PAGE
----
Naturally, I hear ‘eating disorder’ and immediately my mind skips to anorexia and bulimia. I’m sure I’m not on my own here – and rightly so, they are serious conditions after all. It is, however, also worth noting that there are other forms of eating disorder, such as binge eating disorder and EDNOS (eating disorder not otherwise specified). All just as serious as bulimia and anorexia.

In 2008 former deputy prime minister John Prescott revealed he had been living with bulimia, a revelation that engaged the media and raised awareness for eating disorders in men.

Fantastic. The media jump on the bandwagon; everyone’s excited about raised awareness for male eating disorders. But is anyone going to mention that it’s probably the media’s fault that many people believed only women were susceptible in the first place?

Do we not recall the relentless push for everyone to be size zero, and thus, about as attractive as the prospect of putting a toenail up your nose?


I guess I’m just a skinny sausage with a fat chip on my shoulder…

The beardless sausage

Stroppy Sausage can't grow a beard this Movember

So I’ll be starting with a confession; I am, in all honesty, not an actual sausage. Congratulations if you figured this out beforehand!

There is, however, one trait that I share with the sausage – the inability to grow facial hair. There, I said it. Not only does the sausage not have the ability to grow hair, but it also doesn’t have a face.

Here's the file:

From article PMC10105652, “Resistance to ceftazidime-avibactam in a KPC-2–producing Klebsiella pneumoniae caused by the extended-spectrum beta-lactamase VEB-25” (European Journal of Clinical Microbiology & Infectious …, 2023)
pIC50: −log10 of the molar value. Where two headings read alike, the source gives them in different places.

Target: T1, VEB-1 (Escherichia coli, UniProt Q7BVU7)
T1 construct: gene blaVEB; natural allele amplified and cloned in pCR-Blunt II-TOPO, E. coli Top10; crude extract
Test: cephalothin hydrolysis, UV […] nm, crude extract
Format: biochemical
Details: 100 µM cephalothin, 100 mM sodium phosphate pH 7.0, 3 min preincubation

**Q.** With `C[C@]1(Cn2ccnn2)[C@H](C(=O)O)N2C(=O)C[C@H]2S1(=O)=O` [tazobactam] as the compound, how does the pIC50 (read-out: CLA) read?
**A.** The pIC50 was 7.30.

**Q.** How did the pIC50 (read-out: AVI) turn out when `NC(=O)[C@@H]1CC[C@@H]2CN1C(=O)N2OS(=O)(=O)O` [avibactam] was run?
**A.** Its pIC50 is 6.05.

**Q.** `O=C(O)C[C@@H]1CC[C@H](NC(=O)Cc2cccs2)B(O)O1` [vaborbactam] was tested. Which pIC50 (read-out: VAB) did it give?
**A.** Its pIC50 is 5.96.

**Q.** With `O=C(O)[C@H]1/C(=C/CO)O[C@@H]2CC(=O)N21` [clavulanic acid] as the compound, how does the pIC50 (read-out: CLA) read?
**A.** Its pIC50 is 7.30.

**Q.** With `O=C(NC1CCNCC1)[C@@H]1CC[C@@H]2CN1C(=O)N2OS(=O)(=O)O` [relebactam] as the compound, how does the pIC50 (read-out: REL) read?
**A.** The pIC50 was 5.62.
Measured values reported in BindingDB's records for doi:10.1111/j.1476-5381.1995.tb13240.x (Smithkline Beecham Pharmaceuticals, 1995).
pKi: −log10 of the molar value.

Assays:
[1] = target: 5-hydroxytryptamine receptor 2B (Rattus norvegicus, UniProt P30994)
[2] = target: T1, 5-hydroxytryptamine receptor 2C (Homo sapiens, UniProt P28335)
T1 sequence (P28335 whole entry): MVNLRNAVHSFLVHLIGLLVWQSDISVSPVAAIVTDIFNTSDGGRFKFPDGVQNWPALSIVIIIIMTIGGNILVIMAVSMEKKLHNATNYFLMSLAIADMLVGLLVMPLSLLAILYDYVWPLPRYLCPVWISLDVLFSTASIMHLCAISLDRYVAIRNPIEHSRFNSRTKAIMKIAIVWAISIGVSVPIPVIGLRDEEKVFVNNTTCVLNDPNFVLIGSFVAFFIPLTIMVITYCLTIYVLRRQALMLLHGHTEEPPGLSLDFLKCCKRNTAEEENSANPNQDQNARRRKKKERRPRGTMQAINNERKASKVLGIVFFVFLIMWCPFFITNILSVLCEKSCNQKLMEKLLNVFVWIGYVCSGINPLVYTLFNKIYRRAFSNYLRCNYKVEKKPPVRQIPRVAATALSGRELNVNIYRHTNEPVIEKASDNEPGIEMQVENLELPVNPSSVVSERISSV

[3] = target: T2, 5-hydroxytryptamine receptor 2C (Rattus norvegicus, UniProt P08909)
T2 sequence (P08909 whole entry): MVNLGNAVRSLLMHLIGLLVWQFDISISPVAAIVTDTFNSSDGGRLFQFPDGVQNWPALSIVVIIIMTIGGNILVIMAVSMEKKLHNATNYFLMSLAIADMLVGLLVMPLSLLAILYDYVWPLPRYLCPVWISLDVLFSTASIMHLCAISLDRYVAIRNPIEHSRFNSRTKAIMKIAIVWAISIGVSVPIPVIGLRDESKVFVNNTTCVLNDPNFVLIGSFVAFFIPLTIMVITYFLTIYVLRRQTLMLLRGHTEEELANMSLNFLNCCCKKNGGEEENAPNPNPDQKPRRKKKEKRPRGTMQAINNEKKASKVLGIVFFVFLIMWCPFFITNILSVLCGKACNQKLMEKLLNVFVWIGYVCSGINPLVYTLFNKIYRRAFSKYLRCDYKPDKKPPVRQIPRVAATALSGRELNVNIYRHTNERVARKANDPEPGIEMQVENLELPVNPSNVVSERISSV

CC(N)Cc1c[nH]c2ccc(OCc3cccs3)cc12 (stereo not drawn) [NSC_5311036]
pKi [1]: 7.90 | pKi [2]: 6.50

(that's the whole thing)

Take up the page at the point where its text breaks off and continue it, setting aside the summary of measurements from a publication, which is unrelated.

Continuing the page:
I have a face.

I also have a penis. So I’m a man, right? Right. Except I can’t grow facial hair and, while younger men sport some pretty impressive face-bushes, I can’t help but feel less manly (despite the giveaway penis).

Strangely, a hairy face is almost like a badge of honour for some, “look how manly I am”. If we’re measuring manliness by the amount of hair on a man’s face, my current affiliation to the male gender could be under threat.

When I was younger I always thought that when I grew up I’d have a beard, just because beards are what grownups have right? But I’m 23 now; I’ve been an adult for almost SEVEN years. I don’t have a beard.

Usually this is a complex that I push to the back of my mind and only surfaces when I have to look one of those younger, hairy, man-children in the face. But not this month…

This month is ‘No Shave November’ or ‘Movember‘. According to The Urban Dictionary, this is when men all over the world down razors for a month and get hairy. This is a definite no-win situation for me. Do I participate and become the laughing-stock of The Society of Bearded Gentlemen because I can’t grow facial hair? Or do I not participate and be seen as the Scrooge who didn’t take part?